Comments submitted to Food and Drug Administration Oncology Drug AdvisoryCommittee (ODAC) meeting on December 16, 2008
C3: Colorectal Cancer Coalition is a non-profit, nonpartisan advocacy organizationcommitted to winning the fight against colon and rectal cancer through research,empowerment and access.C3 believes in fully disclosing sources of financial support. C3 receives funding from both Bristol Myers Squibb and Amgen in the form of charitable donations. Additionally,in 2008, C3 received a charitable grant from Caris Diagnostics, a company that testscolorectal cancer tumors for the KRAS mutation. None of these companies nor any of our other corporate supporters has influenced our comments on this issue.On page 3 of the FDA Briefing Document, FDA listed the requirements they laid for submission of KRAS data.In theory, these are good requirements and could be applied to both KRAS and future biomarkers and companion diagnostics.However, we feel that the requirements fail to take into account the fact that there aremany approved drugs on the market. As we speak, researchers are mining bankedtissues, looking for markers thatwill help target those drugs most effectively. Some of that research may yield gems thatwill help patients avoid toxicity, or increase likelihoodof benefit from treatment. However, while current and ongoing trials routinely bank high proportions of tissue, past trials did not. Thus, a requirement that tissue be availablefrom 90-95% of participants in a single trial means that tissue from past trials will belargely useless for submissions.In this era of personalized medicine, C3 strongly believes that we must be cautious aboutone-size-fits-all requirements. We believe that tissue and assay requirements vary, andthat the following types of questions should be considered:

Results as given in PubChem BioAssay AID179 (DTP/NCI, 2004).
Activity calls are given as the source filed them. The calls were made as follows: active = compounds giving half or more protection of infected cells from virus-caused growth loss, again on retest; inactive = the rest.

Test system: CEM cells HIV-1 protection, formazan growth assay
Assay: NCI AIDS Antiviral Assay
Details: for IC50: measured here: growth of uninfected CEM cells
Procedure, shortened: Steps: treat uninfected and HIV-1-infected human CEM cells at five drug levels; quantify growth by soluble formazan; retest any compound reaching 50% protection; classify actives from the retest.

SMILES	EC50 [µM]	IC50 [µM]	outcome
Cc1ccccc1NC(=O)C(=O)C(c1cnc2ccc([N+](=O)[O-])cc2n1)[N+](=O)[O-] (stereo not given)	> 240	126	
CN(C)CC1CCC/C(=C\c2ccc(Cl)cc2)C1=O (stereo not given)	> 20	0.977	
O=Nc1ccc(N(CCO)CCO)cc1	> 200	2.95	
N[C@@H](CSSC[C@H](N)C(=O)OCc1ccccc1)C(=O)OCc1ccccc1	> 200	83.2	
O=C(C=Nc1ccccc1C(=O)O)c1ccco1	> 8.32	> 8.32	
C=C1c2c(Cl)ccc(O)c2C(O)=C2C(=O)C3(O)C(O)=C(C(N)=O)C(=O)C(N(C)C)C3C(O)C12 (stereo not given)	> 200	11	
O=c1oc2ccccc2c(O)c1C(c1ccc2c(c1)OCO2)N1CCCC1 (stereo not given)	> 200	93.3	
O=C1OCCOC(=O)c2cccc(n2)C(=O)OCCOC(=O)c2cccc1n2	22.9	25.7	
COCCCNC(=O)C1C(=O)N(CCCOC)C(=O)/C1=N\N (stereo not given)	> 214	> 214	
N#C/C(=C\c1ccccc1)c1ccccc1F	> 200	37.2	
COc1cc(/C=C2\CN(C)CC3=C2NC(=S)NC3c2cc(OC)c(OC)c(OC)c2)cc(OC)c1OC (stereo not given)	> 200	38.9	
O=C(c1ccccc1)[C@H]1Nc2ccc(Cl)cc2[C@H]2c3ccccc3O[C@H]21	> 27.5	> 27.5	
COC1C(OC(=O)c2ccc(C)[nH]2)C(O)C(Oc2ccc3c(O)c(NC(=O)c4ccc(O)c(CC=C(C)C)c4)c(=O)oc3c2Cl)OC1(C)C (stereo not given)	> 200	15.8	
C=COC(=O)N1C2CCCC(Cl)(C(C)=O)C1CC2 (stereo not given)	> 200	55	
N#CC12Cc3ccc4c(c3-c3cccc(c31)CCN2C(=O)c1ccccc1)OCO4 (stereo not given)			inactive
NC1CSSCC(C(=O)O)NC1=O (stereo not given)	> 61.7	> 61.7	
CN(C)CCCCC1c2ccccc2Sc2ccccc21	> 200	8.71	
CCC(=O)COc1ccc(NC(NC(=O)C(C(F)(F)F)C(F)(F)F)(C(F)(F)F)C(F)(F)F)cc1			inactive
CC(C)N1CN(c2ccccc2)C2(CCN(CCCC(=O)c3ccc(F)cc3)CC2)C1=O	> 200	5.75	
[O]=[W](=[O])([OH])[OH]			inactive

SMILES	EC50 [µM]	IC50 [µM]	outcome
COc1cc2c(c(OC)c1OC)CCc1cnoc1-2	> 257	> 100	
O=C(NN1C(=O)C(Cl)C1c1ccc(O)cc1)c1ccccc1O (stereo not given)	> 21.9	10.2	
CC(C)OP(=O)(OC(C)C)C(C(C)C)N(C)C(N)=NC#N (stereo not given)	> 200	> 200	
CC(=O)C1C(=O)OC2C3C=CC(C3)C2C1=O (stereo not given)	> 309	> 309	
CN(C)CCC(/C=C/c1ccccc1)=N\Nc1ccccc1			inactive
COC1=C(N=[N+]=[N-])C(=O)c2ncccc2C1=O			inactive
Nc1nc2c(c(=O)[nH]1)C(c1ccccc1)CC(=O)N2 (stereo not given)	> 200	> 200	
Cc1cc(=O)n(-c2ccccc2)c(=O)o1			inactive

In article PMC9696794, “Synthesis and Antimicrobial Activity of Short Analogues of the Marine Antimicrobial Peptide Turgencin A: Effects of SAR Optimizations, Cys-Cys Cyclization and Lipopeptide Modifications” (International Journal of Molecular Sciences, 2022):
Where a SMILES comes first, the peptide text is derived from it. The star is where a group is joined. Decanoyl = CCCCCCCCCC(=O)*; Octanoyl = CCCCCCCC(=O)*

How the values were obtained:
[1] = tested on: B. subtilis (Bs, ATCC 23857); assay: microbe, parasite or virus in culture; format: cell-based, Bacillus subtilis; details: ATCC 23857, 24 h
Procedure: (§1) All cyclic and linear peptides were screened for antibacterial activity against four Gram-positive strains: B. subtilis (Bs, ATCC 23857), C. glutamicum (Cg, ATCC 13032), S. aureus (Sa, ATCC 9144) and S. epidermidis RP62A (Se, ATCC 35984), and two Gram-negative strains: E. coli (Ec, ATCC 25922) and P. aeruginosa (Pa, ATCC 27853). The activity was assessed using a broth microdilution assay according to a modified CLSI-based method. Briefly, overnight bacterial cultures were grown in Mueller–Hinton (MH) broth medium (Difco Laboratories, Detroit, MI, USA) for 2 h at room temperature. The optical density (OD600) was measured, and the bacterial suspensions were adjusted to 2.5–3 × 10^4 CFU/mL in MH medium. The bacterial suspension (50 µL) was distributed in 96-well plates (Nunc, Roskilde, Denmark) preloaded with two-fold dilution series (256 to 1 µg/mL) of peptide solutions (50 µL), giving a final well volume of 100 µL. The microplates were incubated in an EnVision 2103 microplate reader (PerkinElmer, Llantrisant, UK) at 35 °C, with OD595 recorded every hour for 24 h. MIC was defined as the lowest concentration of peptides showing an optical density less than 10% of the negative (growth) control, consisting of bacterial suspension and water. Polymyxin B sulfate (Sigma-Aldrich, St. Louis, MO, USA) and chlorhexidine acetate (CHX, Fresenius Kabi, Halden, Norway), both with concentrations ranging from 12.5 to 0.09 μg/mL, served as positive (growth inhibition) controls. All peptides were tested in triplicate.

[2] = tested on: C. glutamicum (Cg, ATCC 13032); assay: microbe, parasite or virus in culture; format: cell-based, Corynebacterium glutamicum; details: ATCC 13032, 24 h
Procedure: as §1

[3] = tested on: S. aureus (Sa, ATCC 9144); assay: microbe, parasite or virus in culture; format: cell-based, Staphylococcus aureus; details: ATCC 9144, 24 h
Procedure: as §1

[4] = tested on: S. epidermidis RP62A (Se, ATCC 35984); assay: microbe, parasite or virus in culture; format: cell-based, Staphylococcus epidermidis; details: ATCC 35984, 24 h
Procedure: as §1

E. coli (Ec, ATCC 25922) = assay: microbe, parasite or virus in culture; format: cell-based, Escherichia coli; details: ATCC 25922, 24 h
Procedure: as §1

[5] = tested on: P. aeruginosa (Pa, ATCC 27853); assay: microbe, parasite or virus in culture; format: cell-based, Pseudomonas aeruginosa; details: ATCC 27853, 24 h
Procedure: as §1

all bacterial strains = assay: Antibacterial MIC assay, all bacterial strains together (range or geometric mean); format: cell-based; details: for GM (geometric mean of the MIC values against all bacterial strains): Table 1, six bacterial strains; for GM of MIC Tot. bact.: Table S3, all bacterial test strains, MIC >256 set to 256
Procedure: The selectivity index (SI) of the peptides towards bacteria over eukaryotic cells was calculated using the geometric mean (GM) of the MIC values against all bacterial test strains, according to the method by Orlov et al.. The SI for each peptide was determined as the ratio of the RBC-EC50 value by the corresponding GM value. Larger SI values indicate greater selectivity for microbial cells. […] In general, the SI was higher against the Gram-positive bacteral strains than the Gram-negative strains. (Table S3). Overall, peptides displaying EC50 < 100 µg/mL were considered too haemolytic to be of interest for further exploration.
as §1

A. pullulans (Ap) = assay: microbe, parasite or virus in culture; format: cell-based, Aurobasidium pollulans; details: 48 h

What do we know about the biomarker? Are the results consistent with what weknow about themechanism of action? Do we know what percentage of patients inthe general population have this biomarker?
What do we know about the assay? Does the assay involve new technology? Arethe assay results subjective, such as in a gene expression test, or are theyobjective, such as in a gene mutation test? Do they require “black box”calculations such as OncotypeDX?
Are the clinical results consistent across analyses of multiple datasets?
What is the strength of the clinical impact on patients? Do patients with a specific biomarker respond more to a specific drug? Less? Not at all?